*669 A brief review of the position of this court with respect to such matters perhaps is helpful. We know that in this jurisdiction acquisition of a private right-of-way by prescription is governed by the common law and that under the common law such a right is recognized. Haines v. Galles, 76 Wyo. 411, 303 P.2d 1004 (1956). In that case this court, following statements of the law in textual treatments, noted that the establishment of such an easement depends upon a continued and uninterrupted, open and visible, use of a definite right in the land of another which must be identical to that claimed as an easement, and has a relation to the use of, and a direct and apparent connection with, the dominant tenement. Such use must be under an adverse claim of right for a period corresponding to the statutory period of limitations.

    We also have recognized a presumption of hostile and adverse use arising out of the open, visible, continuous and unmolested use of land for the period of time sufficient to acquire an easement by adverse user. Auchmuty v. Chicago, Burlington & Quincy Railroad Company, Wyo., 349 P.2d 193 (1960). In White v. Wheatland Irrigation District, Wyo., 413 P.2d 252 (1966), the proposition was set forth that the actual and continuous use of an easement, as of right, for the period of limitation for bringing an action to dispossess the claimant, creates the presumption of a grant. In both instances the court noted that the presumption is not conclusive and is subject to being rebutted by a showing that the use was permissive. It is this presumption which the appellants urge the court to apply in this instance.

    This court, however, has recognized a different presumption which is so inconsistent that it appropriately may be described as antithetical. In Gray v. Fitzhugh, Wyo., 576 P.2d 88 (1978), the court held that entry into possession of another's property is presumed to be permissive and in subordination to the rights of the true owner absent a clear assertion of hostility. The proposition applied in Gray v. Fitzhugh, supra, is consistent with the treatment of the problem in Yeckel v. Connell, Wyo., 508 P.2d 1200 (1973), in which we held that the claimant's use was permissive and not adverse "as a matter of law" where the way also was used by the owner of the land along with the claimant of the prescriptive easement. The appellee urges that this presumption should be applied and followed in affirming the trial court.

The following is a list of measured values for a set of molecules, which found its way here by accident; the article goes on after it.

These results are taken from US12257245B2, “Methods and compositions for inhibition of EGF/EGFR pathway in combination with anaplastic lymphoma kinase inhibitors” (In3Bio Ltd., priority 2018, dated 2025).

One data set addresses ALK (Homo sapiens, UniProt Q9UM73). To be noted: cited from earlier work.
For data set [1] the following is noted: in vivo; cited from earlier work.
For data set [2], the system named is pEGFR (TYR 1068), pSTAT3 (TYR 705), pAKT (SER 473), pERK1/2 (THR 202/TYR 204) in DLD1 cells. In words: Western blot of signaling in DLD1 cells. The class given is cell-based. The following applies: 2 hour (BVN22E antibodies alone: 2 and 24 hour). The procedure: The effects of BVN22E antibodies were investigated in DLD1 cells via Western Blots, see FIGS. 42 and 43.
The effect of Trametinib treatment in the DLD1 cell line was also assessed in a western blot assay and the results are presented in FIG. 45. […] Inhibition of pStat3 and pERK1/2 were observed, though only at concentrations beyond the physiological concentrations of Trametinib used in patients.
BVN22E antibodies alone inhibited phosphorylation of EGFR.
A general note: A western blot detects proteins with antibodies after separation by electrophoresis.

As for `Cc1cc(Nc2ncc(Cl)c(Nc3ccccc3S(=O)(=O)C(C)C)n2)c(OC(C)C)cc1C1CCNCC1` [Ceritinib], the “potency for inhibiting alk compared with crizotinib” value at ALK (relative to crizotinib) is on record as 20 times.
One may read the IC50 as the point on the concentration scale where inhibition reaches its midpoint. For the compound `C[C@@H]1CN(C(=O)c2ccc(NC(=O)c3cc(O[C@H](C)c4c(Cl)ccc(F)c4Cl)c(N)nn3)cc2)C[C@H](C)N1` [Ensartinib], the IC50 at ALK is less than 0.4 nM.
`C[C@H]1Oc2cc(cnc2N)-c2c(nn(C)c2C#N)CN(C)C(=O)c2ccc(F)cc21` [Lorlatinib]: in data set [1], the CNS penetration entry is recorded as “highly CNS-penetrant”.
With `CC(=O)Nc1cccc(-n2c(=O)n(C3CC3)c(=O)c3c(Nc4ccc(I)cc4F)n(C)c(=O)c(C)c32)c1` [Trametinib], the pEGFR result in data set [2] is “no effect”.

The conflict between the opposing presumptions can be resolved in accordance with the treatment of the problem in 28 C.J.S. Easements § 68, pp. 736-737 (1941), in which the writer states:

    "Presumptions arising out of user. The continuous user of an easement under a claim of right is presumptive evidence of ownership thereof, as against anyone who does not show a superior right. While the contrary is true in some jurisdictions, sometimes by reason of statute, the general rule is that proof of an open, notorious, continuous and uninterrupted user for the prescriptive period, without evidence to explain how it began, raises a presumption that it was adverse and under a claim of right, or, as is sometimes stated, raises a presumption of a grant, and casts on the owner of the servient tenement the burden of showing that the user was permissive or by virtue of some license, indulgence, or agreement, inconsistent with the right claimed. The facts to admit of such presumption are not, however, presumed; and the presumption itself is merely prima facie and may be rebutted. The presumption does not arise where the user is shown to be permissive in its inception, or where it is not shown to have continued for the prescriptive period; nor, in the absence of some decisive act indicating separate and exclusive use, does it arise where the user is not inconsistent with the rights of the owner, as, for instance, where the user is in connection with that of the owner or the public or is claimed with respect to unoccupied, uninclosed, and unimproved lands, the use in such cases being presumed to be permissive and in subordination to the owner's title. The latter presumption *670 is not conclusive, however, and may be rebutted. * * *." (Footnotes omitted.) (Emphasis added.)